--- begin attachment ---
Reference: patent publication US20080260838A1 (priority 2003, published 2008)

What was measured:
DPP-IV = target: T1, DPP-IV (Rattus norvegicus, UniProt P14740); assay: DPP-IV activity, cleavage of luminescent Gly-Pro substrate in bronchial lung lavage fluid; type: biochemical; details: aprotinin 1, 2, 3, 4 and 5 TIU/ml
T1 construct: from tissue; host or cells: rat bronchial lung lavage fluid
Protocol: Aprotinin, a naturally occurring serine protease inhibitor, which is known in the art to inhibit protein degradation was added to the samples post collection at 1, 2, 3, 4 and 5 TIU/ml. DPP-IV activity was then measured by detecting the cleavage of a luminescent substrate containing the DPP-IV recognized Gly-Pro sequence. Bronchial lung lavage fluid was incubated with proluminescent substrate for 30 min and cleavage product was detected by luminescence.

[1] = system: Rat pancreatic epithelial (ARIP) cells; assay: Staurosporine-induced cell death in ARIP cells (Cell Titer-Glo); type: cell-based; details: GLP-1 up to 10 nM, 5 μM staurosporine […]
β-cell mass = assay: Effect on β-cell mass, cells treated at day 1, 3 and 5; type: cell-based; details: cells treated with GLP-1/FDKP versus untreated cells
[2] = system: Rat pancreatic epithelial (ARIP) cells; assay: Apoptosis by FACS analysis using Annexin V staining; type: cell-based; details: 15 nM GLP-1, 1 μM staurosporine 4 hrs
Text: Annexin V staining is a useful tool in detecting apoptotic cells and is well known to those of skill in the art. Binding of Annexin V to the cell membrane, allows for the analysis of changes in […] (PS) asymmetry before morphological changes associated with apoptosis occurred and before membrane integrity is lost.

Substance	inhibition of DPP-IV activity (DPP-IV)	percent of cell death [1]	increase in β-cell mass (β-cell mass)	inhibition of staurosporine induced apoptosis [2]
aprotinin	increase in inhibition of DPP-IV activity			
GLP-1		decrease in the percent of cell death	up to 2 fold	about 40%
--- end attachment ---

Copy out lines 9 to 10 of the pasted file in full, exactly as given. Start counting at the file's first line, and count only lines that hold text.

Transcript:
Text: Annexin V staining is a useful tool in detecting apoptotic cells and is well known to those of skill in the art. Binding of Annexin V to the cell membrane, allows for the analysis of changes in […] (PS) asymmetry before morphological changes associated with apoptosis occurred and before membrane integrity is lost.

Substance	inhibition of DPP-IV activity (DPP-IV)	percent of cell death [1]	increase in β-cell mass (β-cell mass)	inhibition of staurosporine induced apoptosis [2]